A Panamazing Travel Food Review

If upon hearing about visiting Panama your thoughts turn to anything other than hats or the canal then you’re certainly more knowledgeable and cultured than I am. Now we’ll get those two headlines out of the way nice and early. The canal is a remarkable feat of engineering, raising ships 85ft above sea level for a 50 mile journey through Lake Gatun before a 85ft drop through three locks to the opposite ocean.

Map of Panama in Central America

The hats are less impressive but just as iconic – made from the plaited leaves of a local plant they’re

actually a great shield from the scorching sunshine, and I didn’t feel like a trip would be complete without coming home with one. But this isn’t ‘Wish You Were Here’ with Judith Chalmers, so onto the most interesting part of Panama, their food.

Panama hats

Panama itself is still a young country, and has taken culinary, and cultural, influences from across the globe, more so than many of the places I have visited before. As the meeting point between two continents, it has taken some of the best flavours from Americas North and South, in particular Mexico, as well as its Spanish roots and Asian and Chinese influences. There was a nod to all of these and so much more when we dined at Donde Jose, an intimate 16 cover restaurant in the Old Town of Panama City.

The self proclaimed mission at Donde José is to tell the story of Panama through their cuisine. They use endemic ingredients, cook with age-old techniques and delve deep into Panamanian traditions and their focus on innovation is appreciated by their awards on the walls.

The journey begins with cocktails shaken and stirred with home-made syrups and infusions before a menu is shared with us, signposting everything, but describing nothing. The journey into the unknown begins, and with each dish comes an explanation of the story behind it, the ingredients used, and the techniques behind it all. All that preamble is a wonderful start to a journey which leads to a variety of incredible plates of food. It did seem like every dish had hit the peak of flavour and creativity until it was superseded by the next one. From a Mexican inspired crispy taco, with dehydrated milk, filled with delicious beef tartare, to a smoked chicken veloute, inspired by grandma’s chicken broth, served in one of her dainty tea cups, to the Chinese steamed bun filled with charred wild mushroom.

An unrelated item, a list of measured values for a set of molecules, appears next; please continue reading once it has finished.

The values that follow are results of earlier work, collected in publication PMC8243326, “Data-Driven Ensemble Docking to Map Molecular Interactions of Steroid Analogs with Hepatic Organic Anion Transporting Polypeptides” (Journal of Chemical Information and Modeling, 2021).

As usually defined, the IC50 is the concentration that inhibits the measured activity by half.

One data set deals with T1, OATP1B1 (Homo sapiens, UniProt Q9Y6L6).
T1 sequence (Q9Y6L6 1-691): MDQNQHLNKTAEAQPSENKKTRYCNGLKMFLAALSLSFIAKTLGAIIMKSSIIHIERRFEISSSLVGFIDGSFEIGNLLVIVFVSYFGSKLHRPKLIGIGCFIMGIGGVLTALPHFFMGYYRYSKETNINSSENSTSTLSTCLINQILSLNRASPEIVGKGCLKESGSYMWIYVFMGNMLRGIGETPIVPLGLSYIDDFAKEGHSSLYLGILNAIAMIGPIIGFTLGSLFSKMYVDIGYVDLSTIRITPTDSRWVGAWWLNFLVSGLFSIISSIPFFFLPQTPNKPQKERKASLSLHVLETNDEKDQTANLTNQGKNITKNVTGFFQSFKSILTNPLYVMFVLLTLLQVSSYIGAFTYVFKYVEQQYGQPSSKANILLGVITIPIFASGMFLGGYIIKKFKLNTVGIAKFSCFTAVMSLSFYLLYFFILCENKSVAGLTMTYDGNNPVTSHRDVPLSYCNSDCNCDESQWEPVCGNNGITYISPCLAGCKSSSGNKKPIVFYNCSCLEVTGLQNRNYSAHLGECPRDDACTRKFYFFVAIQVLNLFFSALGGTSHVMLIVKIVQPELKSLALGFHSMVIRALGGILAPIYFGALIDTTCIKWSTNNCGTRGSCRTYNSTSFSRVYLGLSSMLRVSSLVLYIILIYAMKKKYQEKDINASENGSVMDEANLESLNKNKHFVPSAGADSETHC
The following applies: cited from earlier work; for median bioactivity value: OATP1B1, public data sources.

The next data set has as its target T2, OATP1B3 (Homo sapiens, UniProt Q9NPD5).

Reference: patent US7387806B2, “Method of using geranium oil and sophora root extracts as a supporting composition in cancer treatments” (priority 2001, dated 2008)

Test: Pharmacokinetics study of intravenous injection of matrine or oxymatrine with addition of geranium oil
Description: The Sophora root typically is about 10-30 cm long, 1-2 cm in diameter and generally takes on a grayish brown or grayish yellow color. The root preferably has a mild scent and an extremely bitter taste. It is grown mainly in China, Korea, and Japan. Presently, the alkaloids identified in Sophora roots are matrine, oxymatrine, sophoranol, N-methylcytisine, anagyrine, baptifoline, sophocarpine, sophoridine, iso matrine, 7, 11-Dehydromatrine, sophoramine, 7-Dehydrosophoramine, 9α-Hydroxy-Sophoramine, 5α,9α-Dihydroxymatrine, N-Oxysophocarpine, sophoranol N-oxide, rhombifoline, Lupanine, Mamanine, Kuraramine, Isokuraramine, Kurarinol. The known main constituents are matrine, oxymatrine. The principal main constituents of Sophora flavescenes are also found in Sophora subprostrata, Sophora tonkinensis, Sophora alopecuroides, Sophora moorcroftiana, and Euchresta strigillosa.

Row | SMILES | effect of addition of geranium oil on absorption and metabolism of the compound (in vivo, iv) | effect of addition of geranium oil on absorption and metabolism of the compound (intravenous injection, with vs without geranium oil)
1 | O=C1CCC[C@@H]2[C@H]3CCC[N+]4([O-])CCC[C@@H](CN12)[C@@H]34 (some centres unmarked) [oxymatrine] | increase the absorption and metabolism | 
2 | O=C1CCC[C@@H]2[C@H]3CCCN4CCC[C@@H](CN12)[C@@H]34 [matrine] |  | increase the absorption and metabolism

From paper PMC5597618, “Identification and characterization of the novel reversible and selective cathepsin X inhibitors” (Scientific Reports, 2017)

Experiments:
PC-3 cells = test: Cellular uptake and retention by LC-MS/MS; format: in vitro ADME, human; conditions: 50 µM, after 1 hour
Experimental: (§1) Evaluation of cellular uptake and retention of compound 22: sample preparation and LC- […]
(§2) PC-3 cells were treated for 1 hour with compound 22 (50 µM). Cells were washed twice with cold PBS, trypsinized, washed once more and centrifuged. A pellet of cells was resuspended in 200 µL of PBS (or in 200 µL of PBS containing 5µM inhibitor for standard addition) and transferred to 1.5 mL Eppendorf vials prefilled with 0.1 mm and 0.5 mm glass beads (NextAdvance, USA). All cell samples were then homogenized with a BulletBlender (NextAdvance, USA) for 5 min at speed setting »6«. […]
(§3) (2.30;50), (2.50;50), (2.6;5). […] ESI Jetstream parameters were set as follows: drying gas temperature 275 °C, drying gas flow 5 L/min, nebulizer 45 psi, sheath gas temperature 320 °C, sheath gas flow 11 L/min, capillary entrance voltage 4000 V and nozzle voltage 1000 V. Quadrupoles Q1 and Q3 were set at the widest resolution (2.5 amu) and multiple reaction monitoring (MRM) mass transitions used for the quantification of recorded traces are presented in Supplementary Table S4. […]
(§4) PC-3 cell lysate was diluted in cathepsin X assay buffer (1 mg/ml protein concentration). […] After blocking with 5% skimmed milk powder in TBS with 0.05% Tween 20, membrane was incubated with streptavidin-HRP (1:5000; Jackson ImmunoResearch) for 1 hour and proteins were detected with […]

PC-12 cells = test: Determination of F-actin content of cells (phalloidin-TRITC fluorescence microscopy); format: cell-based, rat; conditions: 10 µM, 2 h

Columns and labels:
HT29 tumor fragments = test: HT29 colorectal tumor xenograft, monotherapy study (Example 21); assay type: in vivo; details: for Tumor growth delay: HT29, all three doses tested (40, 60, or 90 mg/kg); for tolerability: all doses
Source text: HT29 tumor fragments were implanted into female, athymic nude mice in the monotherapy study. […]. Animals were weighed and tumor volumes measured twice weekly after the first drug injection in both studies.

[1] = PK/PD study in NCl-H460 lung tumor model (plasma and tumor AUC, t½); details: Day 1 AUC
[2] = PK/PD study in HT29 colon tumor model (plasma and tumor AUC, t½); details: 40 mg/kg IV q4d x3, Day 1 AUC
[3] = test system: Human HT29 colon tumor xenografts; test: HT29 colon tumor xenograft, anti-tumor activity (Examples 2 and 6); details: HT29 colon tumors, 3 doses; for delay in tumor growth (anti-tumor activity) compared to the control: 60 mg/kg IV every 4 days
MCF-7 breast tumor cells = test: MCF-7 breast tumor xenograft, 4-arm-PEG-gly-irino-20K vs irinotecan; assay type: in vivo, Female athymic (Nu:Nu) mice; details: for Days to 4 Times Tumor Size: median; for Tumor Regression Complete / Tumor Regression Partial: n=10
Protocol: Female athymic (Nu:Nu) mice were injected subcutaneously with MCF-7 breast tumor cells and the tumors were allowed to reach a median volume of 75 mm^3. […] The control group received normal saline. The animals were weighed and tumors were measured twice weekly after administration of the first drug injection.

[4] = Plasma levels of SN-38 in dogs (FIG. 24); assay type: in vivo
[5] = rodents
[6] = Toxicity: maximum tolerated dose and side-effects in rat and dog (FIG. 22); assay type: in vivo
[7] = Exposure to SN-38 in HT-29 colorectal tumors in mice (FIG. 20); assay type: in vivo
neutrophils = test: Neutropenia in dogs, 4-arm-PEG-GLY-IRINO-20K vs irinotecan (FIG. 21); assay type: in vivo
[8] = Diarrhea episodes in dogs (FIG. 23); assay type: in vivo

The ‘Urban salad’ dish was the only time (other than eating at Nobu, praise indeed) when I’ve been inspired by eating a salad, and the main course of suckling pig wrapped in the lightest of pastry finished with perfectly pickled sauerkraut was a true peak of the evening’s culinary journey.

The month long pickles, and home-made hot sauce were fantastic, as were the wines and cocktails that we had recommended to us throughout dinner. Another highlight was the waiter dancing along to Michael Jackson between courses, and the individual bow ties that everyone was sporting aside from the chefs of course– it’s just that sort of place. The mix of fine dining and relaxed but expert service made the whole experience one to remember.

And so if you ever find yourself in Panama, hunt this place out, it deserves to be as famous as the canal. Jose, I take my hat off to you.

#Travel #CentralAmerica #Restaurant #Panama #Foodblog